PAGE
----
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My Python Development Environment, 2018 Edition (jacobian.org)
530 points by craigkerstiens on Feb 22, 2018 | hide | past | favorite | 219 comments

I'm a big fan of using Docker because for real world web app development, your app is often more than just getting Python and a virtualenv set up.

Earlier this week I wrote about the pains of setting up a Python development experience without Docker, and then compared it to Docker as well.

If anyone is curious, that's located at https://nickjanetakis.com/blog/setting-up-a-python-developme....

By the way, I would say Docker is anything but slow. I get near instant development feedback on my Flask applications, even when running things through Docker for Windows / WSL.

These are pretty big Flask apps too, which have thousands of lines of code, dozens of packages, tons of assets and require running Celery, Postgres, Redis, etc..

My problem with using Docker (only) is that it doesn't translate well to editors. Like, using jedi-vim[1] with a virtualenv constructed by a Docker container doesn't work at all. Unless I actually run vim itself inside said container.

So unless your dependences build on macOS (like in my case), everything goes out the door.

[1] https://github.com/davidhalter/jedi-vim

We've got about 30+ backends in python all wrapped in docker containers. Majority of the team was pure vim before I joined and they're slowly converting to pycharm after seeing how nicely you can setup a remote interpreter against a docker container. And it has vim bindings so you don't have to re-learn new hotkeys.

I've also been following this VS Code issue on adding remote docker support for python https://github.com/Microsoft/vscode-python/issues/79#issueco...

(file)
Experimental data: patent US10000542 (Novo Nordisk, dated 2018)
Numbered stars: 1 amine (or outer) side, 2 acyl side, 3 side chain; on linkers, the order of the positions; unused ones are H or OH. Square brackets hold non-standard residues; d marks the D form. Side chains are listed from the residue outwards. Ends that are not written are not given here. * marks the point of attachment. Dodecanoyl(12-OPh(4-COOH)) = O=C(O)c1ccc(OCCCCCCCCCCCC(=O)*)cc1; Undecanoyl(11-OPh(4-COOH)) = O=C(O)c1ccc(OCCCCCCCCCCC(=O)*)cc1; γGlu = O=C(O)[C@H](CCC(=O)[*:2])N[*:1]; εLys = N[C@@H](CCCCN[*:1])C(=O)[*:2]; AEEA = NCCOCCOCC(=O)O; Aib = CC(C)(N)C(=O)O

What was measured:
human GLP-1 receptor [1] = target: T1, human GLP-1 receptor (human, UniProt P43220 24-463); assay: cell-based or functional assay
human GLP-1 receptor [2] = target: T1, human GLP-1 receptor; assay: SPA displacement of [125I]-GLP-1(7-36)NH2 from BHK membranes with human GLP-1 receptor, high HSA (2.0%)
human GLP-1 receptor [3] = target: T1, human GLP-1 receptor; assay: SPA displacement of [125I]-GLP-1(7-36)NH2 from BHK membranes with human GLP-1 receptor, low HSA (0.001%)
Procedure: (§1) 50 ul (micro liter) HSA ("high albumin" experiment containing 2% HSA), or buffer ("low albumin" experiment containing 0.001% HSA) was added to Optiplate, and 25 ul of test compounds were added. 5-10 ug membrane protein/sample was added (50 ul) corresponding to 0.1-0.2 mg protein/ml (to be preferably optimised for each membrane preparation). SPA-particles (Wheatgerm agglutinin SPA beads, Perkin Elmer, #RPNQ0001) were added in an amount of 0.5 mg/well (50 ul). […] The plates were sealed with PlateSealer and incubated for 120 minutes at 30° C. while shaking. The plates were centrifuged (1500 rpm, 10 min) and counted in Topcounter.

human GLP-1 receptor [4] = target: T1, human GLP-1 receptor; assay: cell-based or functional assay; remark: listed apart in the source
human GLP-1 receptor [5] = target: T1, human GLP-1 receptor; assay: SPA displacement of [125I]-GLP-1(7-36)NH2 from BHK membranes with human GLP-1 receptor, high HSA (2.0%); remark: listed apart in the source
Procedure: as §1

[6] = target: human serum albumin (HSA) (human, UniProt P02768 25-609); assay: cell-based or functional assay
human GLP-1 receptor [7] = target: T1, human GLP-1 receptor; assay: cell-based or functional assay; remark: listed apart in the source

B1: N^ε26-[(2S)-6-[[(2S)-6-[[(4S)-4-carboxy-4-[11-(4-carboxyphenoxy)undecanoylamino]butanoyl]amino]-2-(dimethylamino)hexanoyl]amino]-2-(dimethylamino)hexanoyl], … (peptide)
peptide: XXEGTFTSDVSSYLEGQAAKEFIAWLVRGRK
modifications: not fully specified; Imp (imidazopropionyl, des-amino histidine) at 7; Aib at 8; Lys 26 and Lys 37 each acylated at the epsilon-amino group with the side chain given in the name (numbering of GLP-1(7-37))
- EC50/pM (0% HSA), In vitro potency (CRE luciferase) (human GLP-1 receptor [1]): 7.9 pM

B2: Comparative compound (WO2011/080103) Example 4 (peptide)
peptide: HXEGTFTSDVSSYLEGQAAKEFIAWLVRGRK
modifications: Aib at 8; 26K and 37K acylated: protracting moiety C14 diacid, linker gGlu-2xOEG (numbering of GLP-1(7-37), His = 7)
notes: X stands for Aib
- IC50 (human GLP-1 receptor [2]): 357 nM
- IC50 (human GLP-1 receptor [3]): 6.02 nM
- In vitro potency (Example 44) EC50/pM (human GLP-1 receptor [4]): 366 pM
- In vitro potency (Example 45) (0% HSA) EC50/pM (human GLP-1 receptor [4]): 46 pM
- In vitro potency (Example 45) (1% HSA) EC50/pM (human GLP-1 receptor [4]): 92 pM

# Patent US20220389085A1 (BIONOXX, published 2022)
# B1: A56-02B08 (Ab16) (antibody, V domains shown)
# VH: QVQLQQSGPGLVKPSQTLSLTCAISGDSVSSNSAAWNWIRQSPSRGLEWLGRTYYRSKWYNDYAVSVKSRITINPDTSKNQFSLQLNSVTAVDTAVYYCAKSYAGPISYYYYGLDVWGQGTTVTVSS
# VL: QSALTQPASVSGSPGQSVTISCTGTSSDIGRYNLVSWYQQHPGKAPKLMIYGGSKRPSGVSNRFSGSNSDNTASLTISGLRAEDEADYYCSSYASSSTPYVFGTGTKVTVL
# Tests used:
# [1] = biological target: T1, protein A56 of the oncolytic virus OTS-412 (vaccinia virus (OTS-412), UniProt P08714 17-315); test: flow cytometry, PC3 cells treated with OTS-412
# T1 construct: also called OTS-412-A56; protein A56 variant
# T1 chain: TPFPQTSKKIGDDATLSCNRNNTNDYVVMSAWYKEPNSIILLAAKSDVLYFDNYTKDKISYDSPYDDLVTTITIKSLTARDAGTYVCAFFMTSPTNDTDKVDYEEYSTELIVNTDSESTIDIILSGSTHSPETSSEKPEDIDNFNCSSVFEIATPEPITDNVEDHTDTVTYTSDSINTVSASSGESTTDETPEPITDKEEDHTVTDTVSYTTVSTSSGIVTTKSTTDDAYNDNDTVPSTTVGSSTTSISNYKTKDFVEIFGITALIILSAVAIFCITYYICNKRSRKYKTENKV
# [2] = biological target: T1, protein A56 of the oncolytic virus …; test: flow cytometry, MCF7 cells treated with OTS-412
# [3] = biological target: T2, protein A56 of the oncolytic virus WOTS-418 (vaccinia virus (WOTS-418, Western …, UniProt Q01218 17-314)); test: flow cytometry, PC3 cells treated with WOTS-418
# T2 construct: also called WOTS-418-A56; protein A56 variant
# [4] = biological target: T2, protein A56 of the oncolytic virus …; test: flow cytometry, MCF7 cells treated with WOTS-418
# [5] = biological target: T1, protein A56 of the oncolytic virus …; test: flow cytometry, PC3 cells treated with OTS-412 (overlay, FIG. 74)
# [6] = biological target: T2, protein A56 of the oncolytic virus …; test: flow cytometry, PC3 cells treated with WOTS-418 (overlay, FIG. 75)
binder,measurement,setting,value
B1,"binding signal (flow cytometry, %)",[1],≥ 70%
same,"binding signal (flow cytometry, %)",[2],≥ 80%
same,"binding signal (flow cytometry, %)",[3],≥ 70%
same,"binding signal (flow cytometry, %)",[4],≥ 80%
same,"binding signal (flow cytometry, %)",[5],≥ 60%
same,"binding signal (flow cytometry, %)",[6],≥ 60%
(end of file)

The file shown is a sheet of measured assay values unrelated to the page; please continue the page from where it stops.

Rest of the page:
However, if you're a hardcore vim guy then I doubt these IDEs are gonna satiate your current flow.

I remember, on my laptop with pycharm and docker (and the virtual machine docker lived in), the RAM usage was just excessive. I am by no means a minimalist, but data-science stuff was barely impossible with 16 GB RAM.

Also, I strongly dislike PyCharm. I am a vim guy by heart, but I am generally not against IDEs. VS Code is okayish. For C++ development, I really loved Visual Studio. But PyCharm just feels wrong, bloated, slow and baroque

What I do is create the virtualenv locally that docker would also create, and point my editor to the local virtualenv. It gives me all of the intellisense locally. I still need to debug within the container/shell for the moment but I'm hoping there's a pathway coming for vscode that pycharm already has.

Funny you mentioned that issue. I'm eagerly awaiting that feature too.

I commented in the issue a few weeks ago: https://github.com/Microsoft/vscode-python/issues/79#issueco....

Once that's implemented, oh man, development nirvana.

yup. happy pycharm and docker user here. even have it working with debugging and breakpoints.

Ever heard about bind mounting? My current docker image for a Flask app doesn't even contains my code.

Are you mounting your virtualenv into the container somehow? How does your editor see the code/docs for your pip dependencies?

I have not tried it but I imagine this would work fine.

And then have the whole project as a volume. Then your editor can see the same files as you have in the container.

Emacs has pretty nice integrations with inferior docker processes. I'm getting them via spacemacs, so I'm not sure what specific package provides it, but I assume it's elpy.

what kinds of interactions? (like: what operations, etc)

using elpy here with a native install and can use e.g. tramp for remote editing/python sessions in most cases (even across machines), but determining docker mount points to edit in-machine not so much..

I suppose one can simply map a local code directory into a runtime environment, but this also makes e.g. interacting with an in-container interpreter a bit bothersome (not so bad actually, but have to set a separate interpreter path to something like 'docker exec -it ctid python'

would like to track this down I suppose

C-c C-p will start an inferior python shell in the container, for instance.